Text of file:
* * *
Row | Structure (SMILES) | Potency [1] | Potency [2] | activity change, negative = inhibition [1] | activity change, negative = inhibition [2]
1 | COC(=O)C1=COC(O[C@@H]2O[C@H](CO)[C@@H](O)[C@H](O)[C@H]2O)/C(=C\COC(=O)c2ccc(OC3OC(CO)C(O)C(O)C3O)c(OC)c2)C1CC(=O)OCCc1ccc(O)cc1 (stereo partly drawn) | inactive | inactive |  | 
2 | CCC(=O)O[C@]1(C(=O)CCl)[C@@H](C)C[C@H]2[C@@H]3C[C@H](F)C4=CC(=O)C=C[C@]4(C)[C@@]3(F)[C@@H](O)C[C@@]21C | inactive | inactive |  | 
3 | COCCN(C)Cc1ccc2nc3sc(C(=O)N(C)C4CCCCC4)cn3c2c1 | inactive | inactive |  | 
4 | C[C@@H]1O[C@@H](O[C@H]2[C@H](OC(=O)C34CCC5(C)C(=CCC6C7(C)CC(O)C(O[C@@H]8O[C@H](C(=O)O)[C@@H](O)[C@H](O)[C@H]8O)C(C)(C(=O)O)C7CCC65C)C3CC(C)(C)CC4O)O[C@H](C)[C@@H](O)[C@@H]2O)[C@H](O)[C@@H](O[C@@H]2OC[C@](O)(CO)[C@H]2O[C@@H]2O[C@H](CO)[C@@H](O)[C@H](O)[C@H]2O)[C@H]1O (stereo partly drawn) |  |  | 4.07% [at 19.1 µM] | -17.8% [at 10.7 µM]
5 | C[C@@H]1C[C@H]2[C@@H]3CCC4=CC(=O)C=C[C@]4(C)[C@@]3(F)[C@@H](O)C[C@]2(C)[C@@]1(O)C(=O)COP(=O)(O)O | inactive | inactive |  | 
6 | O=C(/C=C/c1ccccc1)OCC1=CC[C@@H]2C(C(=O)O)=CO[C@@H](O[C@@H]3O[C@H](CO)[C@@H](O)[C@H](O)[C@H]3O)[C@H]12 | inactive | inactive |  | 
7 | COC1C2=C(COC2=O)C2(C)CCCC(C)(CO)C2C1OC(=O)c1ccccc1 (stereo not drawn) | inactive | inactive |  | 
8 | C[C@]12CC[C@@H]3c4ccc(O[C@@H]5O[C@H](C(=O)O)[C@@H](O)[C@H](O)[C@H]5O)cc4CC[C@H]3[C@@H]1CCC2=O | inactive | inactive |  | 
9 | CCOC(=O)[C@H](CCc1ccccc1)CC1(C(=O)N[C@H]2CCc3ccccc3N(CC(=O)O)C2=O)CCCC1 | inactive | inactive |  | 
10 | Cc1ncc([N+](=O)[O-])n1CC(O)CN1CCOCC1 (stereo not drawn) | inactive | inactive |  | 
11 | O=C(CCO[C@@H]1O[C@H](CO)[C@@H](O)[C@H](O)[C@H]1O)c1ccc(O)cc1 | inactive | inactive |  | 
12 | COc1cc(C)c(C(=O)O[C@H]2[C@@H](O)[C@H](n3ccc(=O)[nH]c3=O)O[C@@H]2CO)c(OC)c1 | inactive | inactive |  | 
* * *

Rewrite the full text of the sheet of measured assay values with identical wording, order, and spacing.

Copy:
Row | Structure (SMILES) | Potency [1] | Potency [2] | activity change, negative = inhibition [1] | activity change, negative = inhibition [2]
1 | COC(=O)C1=COC(O[C@@H]2O[C@H](CO)[C@@H](O)[C@H](O)[C@H]2O)/C(=C\COC(=O)c2ccc(OC3OC(CO)C(O)C(O)C3O)c(OC)c2)C1CC(=O)OCCc1ccc(O)cc1 (stereo partly drawn) | inactive | inactive |  | 
2 | CCC(=O)O[C@]1(C(=O)CCl)[C@@H](C)C[C@H]2[C@@H]3C[C@H](F)C4=CC(=O)C=C[C@]4(C)[C@@]3(F)[C@@H](O)C[C@@]21C | inactive | inactive |  | 
3 | COCCN(C)Cc1ccc2nc3sc(C(=O)N(C)C4CCCCC4)cn3c2c1 | inactive | inactive |  | 
4 | C[C@@H]1O[C@@H](O[C@H]2[C@H](OC(=O)C34CCC5(C)C(=CCC6C7(C)CC(O)C(O[C@@H]8O[C@H](C(=O)O)[C@@H](O)[C@H](O)[C@H]8O)C(C)(C(=O)O)C7CCC65C)C3CC(C)(C)CC4O)O[C@H](C)[C@@H](O)[C@@H]2O)[C@H](O)[C@@H](O[C@@H]2OC[C@](O)(CO)[C@H]2O[C@@H]2O[C@H](CO)[C@@H](O)[C@H](O)[C@H]2O)[C@H]1O (stereo partly drawn) |  |  | 4.07% [at 19.1 µM] | -17.8% [at 10.7 µM]
5 | C[C@@H]1C[C@H]2[C@@H]3CCC4=CC(=O)C=C[C@]4(C)[C@@]3(F)[C@@H](O)C[C@]2(C)[C@@]1(O)C(=O)COP(=O)(O)O | inactive | inactive |  | 
6 | O=C(/C=C/c1ccccc1)OCC1=CC[C@@H]2C(C(=O)O)=CO[C@@H](O[C@@H]3O[C@H](CO)[C@@H](O)[C@H](O)[C@H]3O)[C@H]12 | inactive | inactive |  | 
7 | COC1C2=C(COC2=O)C2(C)CCCC(C)(CO)C2C1OC(=O)c1ccccc1 (stereo not drawn) | inactive | inactive |  | 
8 | C[C@]12CC[C@@H]3c4ccc(O[C@@H]5O[C@H](C(=O)O)[C@@H](O)[C@H](O)[C@H]5O)cc4CC[C@H]3[C@@H]1CCC2=O | inactive | inactive |  | 
9 | CCOC(=O)[C@H](CCc1ccccc1)CC1(C(=O)N[C@H]2CCc3ccccc3N(CC(=O)O)C2=O)CCCC1 | inactive | inactive |  | 
10 | Cc1ncc([N+](=O)[O-])n1CC(O)CN1CCOCC1 (stereo not drawn) | inactive | inactive |  | 
11 | O=C(CCO[C@@H]1O[C@H](CO)[C@@H](O)[C@H](O)[C@H]1O)c1ccc(O)cc1 | inactive | inactive |  | 
12 | COc1cc(C)c(C(=O)O[C@H]2[C@@H](O)[C@H](n3ccc(=O)[nH]c3=O)O[C@@H]2CO)c(OC)c1 | inactive | inactive |  | 